Tuesday, August 19, 2008

Billy Bob Thornton & The Boxmasters: Highline Ballroom, NYC, 8/18/08

Armageddon, Bad Santa, The Ice Harvest, The Boxmasters...the what? No, this is not the next dark comedy starring Billy Bob Thornton as the grouchy, always intoxicated Southerner with a chip on his shoulder. The Boxmasters are much better than that. For those who don't know (and I was one of these people), over the past several years, Hollywood veteran Thornton has passionately pursued a second career as a singer-songwriter. His prior band, Tres Hombres was hailed by rock icon Billy Gibbons (Z.Z. Top) and his most recent incarnation, The Boxmasters, is deserving of equal praise. I know what you're thinking: Actor gets rich. Actor gets bored. Actor releases an album. Album sucks. Actor goes back to acting (think Lindsey Lohan). Quite the contrary, Thornton, whose roots are in rock and blues, does not follow this oft ill-fated formula. In fact, he pulls off his latest role in convincing fashion. After all, he is a country boy at heart.

The show is broken into two one-hour sets. The first set consists of what the band describes as "Electric Hillbilly" -- a retro blend of rockabilly and 60's Brit-pop. Each member wears an identical Savile Row-esqe suit with matching pompadours and black-framed glasses -- campy enough to make even John Waters envious (in a good way). As for the sound, Thornton casually mans the mic (and cigarette) while backed by a tremendous group of talented musicians. Lead guitarist Michael Wayne Butler is reminiscent of a young Brian Setzer and Nashville-style pedal steel player Marty Rifkin - affectionately called "Hank III" by Thornton (presumably after the First Family of country music) - is a potent addition to the seven-piece ensemble. From a technical standpoint, the band is exceptional. Each member undoubtedly has extensive experience with their respective instruments -- always a good thing. The second set was straight up "balls to the wall" rock n' roll. Basically, the band adds a few extra guitarists and Thornton shows off his grittier side (and his tattoos).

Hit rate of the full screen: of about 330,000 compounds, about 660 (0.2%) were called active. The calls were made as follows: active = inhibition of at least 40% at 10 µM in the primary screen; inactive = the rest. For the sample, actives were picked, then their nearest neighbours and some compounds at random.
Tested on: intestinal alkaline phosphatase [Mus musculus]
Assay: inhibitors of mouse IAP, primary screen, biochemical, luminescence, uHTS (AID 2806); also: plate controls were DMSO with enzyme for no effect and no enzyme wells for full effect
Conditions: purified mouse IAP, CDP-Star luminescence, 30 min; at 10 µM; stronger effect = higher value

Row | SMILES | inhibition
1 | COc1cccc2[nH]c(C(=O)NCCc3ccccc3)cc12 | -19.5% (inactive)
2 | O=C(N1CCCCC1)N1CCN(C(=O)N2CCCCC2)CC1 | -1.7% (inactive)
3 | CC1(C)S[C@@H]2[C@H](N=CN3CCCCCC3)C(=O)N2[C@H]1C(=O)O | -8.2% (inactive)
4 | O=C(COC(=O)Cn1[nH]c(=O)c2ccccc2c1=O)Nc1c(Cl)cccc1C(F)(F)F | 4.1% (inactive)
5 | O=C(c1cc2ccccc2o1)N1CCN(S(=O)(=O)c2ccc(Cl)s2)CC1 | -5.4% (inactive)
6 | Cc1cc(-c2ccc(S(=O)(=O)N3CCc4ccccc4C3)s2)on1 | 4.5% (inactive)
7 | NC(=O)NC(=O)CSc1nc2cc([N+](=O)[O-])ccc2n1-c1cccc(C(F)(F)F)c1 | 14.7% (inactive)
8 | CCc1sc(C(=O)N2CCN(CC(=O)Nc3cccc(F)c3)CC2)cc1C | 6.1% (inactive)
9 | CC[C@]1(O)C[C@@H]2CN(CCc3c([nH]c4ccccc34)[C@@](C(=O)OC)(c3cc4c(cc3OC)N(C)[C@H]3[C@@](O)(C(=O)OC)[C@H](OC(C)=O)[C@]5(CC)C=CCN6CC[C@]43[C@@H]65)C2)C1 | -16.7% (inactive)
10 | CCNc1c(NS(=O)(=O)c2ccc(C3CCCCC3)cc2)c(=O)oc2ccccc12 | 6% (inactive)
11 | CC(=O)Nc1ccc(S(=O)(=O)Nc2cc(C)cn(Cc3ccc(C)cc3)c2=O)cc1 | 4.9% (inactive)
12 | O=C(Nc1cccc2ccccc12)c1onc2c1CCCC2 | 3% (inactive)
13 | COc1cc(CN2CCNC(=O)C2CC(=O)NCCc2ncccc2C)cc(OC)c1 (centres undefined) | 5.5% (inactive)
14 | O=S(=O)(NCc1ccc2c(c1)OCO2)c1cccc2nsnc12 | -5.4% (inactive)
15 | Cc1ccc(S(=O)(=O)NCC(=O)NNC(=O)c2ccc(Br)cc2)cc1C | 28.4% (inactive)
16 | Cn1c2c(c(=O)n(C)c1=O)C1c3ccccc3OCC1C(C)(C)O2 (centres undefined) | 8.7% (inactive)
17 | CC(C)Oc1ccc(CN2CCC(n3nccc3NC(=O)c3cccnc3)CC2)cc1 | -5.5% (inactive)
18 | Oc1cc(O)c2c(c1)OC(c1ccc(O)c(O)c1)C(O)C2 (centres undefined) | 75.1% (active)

Now everyone knows that NYC is a hard place to win over a crowd. But last night, the more or less 250 in attendance seemed to have enjoyed every minute. Frankly, I wasn't sure what to expect from the audience. The crowd ranged from Bergen County to Long Island to the East Village to the Upper East Side. That is a tough group to please.

Oh...I forgot to mention one last bit of information: Early in the show, I brushed by none other than Mr. Warren Haynes near the back of the venue. Having seen Warren sit-in with numerous bands over the past few years, I figured the same would happen last night. But as the band was wrapping up the 2nd set, I was starting to lose faith. Then, out of the blue, Warren humbly took the stage, Les Paul and all, and blew everyone away with one of his trademark solos. What can't this guy do!?!

I and a fellow Weightstaffer were fortunate enough to score backstage passes for the show and had the pleasure of meeting with Mr. Thornton and his mates. Everyone was straight up cool -- no attitudes. They exchanged war stories while we quietly listened. We even shared some of our own memories with Warren regarding some of the gigs he played with the Allman Bros., Levon, and Phil Lesh. Hearing his perspective on some of our most meaningful concert experiences was quite surreal.

[Shameless plug] Save the money you were going to spend on the new Star Wars movie, throw down a few Buds, sport your American flag bandanna and catch The Boxmasters when they pass through town. He is Billy Bob Thornton after all...


1 comment:

Anonymous said...

Did you tell Warren Haynes you saw him at the jimmy vivino birthday tribute? I wonder what he thought of that show.